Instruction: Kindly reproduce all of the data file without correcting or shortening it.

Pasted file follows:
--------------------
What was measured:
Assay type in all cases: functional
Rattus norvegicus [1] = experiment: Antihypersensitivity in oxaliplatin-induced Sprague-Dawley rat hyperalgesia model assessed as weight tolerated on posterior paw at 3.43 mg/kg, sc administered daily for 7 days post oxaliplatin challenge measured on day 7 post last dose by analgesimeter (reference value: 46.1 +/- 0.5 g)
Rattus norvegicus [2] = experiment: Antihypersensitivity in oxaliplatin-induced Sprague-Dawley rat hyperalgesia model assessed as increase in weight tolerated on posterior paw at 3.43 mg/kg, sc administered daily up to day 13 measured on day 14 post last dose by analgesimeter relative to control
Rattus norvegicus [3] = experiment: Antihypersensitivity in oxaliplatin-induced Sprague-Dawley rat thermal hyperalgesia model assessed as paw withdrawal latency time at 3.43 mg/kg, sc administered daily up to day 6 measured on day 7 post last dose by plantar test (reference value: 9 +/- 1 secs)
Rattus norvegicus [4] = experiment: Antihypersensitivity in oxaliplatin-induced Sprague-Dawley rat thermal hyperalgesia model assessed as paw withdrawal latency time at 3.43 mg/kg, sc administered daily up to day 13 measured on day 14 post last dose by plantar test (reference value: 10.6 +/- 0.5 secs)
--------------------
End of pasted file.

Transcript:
What was measured:
Assay type in all cases: functional
Rattus norvegicus [1] = experiment: Antihypersensitivity in oxaliplatin-induced Sprague-Dawley rat hyperalgesia model assessed as weight tolerated on posterior paw at 3.43 mg/kg, sc administered daily for 7 days post oxaliplatin challenge measured on day 7 post last dose by analgesimeter (reference value: 46.1 +/- 0.5 g)
Rattus norvegicus [2] = experiment: Antihypersensitivity in oxaliplatin-induced Sprague-Dawley rat hyperalgesia model assessed as increase in weight tolerated on posterior paw at 3.43 mg/kg, sc administered daily up to day 13 measured on day 14 post last dose by analgesimeter relative to control
Rattus norvegicus [3] = experiment: Antihypersensitivity in oxaliplatin-induced Sprague-Dawley rat thermal hyperalgesia model assessed as paw withdrawal latency time at 3.43 mg/kg, sc administered daily up to day 6 measured on day 7 post last dose by plantar test (reference value: 9 +/- 1 secs)
Rattus norvegicus [4] = experiment: Antihypersensitivity in oxaliplatin-induced Sprague-Dawley rat thermal hyperalgesia model assessed as paw withdrawal latency time at 3.43 mg/kg, sc administered daily up to day 13 measured on day 14 post last dose by plantar test (reference value: 10.6 +/- 0.5 secs)